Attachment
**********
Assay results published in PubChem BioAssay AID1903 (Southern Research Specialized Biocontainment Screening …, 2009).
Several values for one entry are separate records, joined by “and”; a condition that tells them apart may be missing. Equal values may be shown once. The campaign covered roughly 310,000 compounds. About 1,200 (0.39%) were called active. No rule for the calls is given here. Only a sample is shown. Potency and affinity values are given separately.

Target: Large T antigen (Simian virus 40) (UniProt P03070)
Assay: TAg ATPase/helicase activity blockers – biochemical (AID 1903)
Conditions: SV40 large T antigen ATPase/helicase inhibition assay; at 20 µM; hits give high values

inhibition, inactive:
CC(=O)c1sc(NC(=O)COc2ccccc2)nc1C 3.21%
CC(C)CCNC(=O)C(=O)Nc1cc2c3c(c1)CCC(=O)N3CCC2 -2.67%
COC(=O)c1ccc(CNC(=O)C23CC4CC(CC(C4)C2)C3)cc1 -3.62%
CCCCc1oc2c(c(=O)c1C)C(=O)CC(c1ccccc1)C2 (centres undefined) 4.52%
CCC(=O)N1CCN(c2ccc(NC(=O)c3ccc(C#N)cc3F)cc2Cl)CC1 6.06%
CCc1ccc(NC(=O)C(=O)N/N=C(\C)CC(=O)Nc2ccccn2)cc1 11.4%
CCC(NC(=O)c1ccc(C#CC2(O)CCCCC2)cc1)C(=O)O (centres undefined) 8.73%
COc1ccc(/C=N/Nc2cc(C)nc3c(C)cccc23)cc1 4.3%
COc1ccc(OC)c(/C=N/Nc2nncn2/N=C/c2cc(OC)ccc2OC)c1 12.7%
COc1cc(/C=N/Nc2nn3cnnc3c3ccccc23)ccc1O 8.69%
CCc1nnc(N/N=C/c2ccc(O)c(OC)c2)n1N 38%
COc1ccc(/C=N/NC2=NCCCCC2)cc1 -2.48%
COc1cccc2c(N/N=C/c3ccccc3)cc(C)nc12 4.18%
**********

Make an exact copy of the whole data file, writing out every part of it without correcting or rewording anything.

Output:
Assay results published in PubChem BioAssay AID1903 (Southern Research Specialized Biocontainment Screening …, 2009).
Several values for one entry are separate records, joined by “and”; a condition that tells them apart may be missing. Equal values may be shown once. The campaign covered roughly 310,000 compounds. About 1,200 (0.39%) were called active. No rule for the calls is given here. Only a sample is shown. Potency and affinity values are given separately.

Target: Large T antigen (Simian virus 40) (UniProt P03070)
Assay: TAg ATPase/helicase activity blockers – biochemical (AID 1903)
Conditions: SV40 large T antigen ATPase/helicase inhibition assay; at 20 µM; hits give high values

inhibition, inactive:
CC(=O)c1sc(NC(=O)COc2ccccc2)nc1C 3.21%
CC(C)CCNC(=O)C(=O)Nc1cc2c3c(c1)CCC(=O)N3CCC2 -2.67%
COC(=O)c1ccc(CNC(=O)C23CC4CC(CC(C4)C2)C3)cc1 -3.62%
CCCCc1oc2c(c(=O)c1C)C(=O)CC(c1ccccc1)C2 (centres undefined) 4.52%
CCC(=O)N1CCN(c2ccc(NC(=O)c3ccc(C#N)cc3F)cc2Cl)CC1 6.06%
CCc1ccc(NC(=O)C(=O)N/N=C(\C)CC(=O)Nc2ccccn2)cc1 11.4%
CCC(NC(=O)c1ccc(C#CC2(O)CCCCC2)cc1)C(=O)O (centres undefined) 8.73%
COc1ccc(/C=N/Nc2cc(C)nc3c(C)cccc23)cc1 4.3%
COc1ccc(OC)c(/C=N/Nc2nncn2/N=C/c2cc(OC)ccc2OC)c1 12.7%
COc1cc(/C=N/Nc2nn3cnnc3c3ccccc23)ccc1O 8.69%
CCc1nnc(N/N=C/c2ccc(O)c(OC)c2)n1N 38%
COc1ccc(/C=N/NC2=NCCCCC2)cc1 -2.48%
COc1cccc2c(N/N=C/c3ccccc3)cc(C)nc12 4.18%